Required Books

Dispenza, J. (2012). Breaking the Habit of Being Yourself: How to Lose Your Mind and Create a New One. Carlsbad, CA: Hay House, Inc.file

Don't use plagiarized sources. Get Your Custom Essay on
Just from $13/Page
Order Essay
  • Dispenza, J. (2014). You Are the Placebo: Making Your Mind Matter. Carlsbad, CA: Hay House, Inc.file
  • Recommended Resources

    Dispenza, J. (2007). Evolve Your Brain: The Science of Changing Your Mind. Deerfield Beach, FL: Health Communications, Inc.file

  • Dispenza, J. (2017). Becoming Supernatural: How Common People Are Doing the Uncommon. Carlsbad, CA: Hay House, Inc.file
  • Hebb, D. O. (1949). The Organization of Behavior. New York, NY: John Wiley & Sons, Inc.

    Breaking the Habit of Being Yourself
    Workshop for Quantum University
    © Copyright Dr Joe Dispenza. June 2013. All rights reserved.
    © Copyright Dr Joe Dispenza. June 2013. All rights reserved.
    © Copyright Dr Joe Dispenza. June 2013. All rights reserved.
    1. Neur-o-plas-tic-ity:
    • Our brain’s ability to change its synaptic wiring by learning information and
    by recording experiences… and to maintain a modified state of being.
    • Plasticity allows us to evolve our actions/modify our behavior so that we do a
    better job in life.
    2. Neur-o-rig-id-it-y:
    • Only using our brain’s pre-wired synaptic connections (memories) without
    making any new connections. Never learning from experience.
    • Rigidity is to process the same thoughts and to perform the same
    actions…and expect a different result.
    3. Neur-o-plas-tic-ity (brain changes):
    Upgrading or evolving the brain’s hardware and software through a conscious
    interaction with the environment so that new systems can adapt to new demands.
    Neur-o-rig-id-i-ty (brain never changes):
    Using the brain’s same hardware and software by unconsciously processing the
    same thoughts through different interactions in the environment.
    4. Neur-o-rig-id-i-ty: (thinking in the box)
    Living life from past memories without learning new things and having new
    experiences. Keeping the brain firing in the same pattern and
    Neur-o-plas-tic-ity: (thinking out of the box)
    Learning new things, creating new experiences…making new memories. Making
    the brain fire in new patterns and combinations.
    5. Neur-on: nerve cell, brain cell
    The simplest functional unit of the nervous system. They possess the unique ability
    to store and communicate information between each other.
    © Copyright Dr Joe Dispenza. June 2013. All rights reserved.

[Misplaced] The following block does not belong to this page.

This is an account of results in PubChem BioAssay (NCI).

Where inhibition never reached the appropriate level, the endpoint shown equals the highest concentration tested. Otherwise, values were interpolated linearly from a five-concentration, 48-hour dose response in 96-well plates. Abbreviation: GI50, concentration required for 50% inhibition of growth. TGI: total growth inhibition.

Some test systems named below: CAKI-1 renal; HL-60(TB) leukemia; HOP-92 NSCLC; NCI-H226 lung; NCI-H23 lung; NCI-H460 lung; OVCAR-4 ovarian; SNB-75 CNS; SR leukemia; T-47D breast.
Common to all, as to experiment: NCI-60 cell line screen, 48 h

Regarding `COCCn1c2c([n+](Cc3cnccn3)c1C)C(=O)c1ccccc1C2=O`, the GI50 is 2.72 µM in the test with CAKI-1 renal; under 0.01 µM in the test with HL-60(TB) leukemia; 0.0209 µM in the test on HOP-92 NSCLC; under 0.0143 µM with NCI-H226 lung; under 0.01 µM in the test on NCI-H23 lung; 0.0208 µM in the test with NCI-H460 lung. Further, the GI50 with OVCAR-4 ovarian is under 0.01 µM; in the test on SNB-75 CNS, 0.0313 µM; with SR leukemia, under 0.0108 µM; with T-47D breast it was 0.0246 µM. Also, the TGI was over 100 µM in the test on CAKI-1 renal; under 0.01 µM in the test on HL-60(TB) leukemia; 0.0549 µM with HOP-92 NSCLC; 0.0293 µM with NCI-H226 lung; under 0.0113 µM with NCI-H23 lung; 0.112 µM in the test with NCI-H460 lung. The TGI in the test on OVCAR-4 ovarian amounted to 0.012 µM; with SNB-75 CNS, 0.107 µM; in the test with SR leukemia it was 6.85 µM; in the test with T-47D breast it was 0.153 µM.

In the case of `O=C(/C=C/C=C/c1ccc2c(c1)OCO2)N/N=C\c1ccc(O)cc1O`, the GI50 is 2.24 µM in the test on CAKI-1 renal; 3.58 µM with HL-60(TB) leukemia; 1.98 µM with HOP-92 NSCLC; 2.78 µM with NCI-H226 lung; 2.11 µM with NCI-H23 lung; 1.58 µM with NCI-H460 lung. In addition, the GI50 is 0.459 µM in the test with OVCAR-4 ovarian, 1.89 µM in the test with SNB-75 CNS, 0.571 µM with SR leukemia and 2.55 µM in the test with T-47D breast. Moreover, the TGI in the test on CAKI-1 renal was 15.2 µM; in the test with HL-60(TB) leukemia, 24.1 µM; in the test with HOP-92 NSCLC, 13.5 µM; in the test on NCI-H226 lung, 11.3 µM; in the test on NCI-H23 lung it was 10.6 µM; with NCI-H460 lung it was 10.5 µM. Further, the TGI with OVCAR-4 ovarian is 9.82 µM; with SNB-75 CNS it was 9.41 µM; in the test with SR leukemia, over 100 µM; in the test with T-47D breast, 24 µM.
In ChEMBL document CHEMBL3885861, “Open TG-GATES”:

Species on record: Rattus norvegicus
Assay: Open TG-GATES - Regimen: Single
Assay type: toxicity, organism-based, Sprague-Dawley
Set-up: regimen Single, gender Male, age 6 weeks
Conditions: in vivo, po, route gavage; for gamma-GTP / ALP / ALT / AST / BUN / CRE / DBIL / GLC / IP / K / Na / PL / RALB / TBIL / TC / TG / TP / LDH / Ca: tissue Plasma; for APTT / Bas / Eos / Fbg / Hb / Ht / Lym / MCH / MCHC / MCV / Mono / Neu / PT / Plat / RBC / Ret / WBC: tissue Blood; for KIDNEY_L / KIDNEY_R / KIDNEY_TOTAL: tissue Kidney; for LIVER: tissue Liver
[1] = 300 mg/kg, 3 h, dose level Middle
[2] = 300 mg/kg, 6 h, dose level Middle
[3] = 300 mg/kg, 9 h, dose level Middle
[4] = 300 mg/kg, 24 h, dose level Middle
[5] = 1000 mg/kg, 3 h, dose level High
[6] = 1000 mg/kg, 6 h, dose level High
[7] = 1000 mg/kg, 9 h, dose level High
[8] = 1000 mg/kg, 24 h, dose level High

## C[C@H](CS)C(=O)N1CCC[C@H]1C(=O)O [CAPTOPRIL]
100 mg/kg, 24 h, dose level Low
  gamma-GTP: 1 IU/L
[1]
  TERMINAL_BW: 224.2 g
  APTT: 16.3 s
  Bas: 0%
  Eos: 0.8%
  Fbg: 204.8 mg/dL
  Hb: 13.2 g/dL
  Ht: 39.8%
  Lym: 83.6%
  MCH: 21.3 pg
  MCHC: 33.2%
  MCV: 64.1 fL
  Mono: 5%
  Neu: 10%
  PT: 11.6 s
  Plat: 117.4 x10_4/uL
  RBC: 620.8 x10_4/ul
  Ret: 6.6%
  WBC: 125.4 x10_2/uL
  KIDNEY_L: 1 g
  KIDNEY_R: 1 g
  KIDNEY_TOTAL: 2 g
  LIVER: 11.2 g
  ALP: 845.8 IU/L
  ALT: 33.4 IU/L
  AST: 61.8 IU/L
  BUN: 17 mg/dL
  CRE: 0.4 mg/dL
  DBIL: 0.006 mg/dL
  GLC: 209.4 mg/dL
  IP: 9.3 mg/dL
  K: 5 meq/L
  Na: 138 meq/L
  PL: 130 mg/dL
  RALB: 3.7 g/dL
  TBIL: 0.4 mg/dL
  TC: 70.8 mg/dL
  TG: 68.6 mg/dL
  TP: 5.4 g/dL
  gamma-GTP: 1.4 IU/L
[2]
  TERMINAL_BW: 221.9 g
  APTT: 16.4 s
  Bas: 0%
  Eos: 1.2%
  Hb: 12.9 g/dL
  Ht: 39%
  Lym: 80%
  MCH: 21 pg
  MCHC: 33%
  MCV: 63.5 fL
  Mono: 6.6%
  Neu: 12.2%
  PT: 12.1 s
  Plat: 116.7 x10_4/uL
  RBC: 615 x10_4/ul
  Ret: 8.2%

6. Learning:
    Creating or making new synaptic connections.
    7. Remembering:
    Maintaining or sustaining synaptic connections.
    8. The two ways we make synaptic connections:
     Semantic memories: Learning information, knowledge, and philosophy.
     Episodic memories: Having novel experiences, embracing new events in life.
    9. Hebbian learning:
    Nerve cells that fire together….wire together.
    © Copyright Dr Joe Dispenza. June 2013. All rights reserved.
    10. Law of Association:
     Using the brain’s stored information to learn new information; building new circuits
    by using existing circuits; using what is familiar to understand the unfamiliar.
     Using old memories to form new memories; using knowns to understand
    unknowns; using existing synaptic connections to make new connections;
    using the past to predict the future.
     Example: Neuron is like a leafless oak tree; receptor sites are like lotus
    flowers sitting on a pond; the malleus bone of the inner ear looks like a
    11. Law of Repetition:
     Repeating a thought, action, or skill over and over again until it becomes:
    easy, familiar, common, natural, automatic, routine, habitual, effortless,
    second nature, subconscious, unconscious, implicit.
     Neural Growth Factor: The chemical glue or miracle grow that makes new
    synaptic connections stick, become more enhanced and flourish, i.e.
    © Copyright Dr Joe Dispenza. June 2013. All rights reserved.
    12. Law of Association: How we learn
    Law of Repetition: How we remember
    13. Neural network, i.e. neural net:
     Neural nets are formed by combining: the law of association (learning) along with
    the law of repetition (remembering) to create a new level of mind (firing in new ways).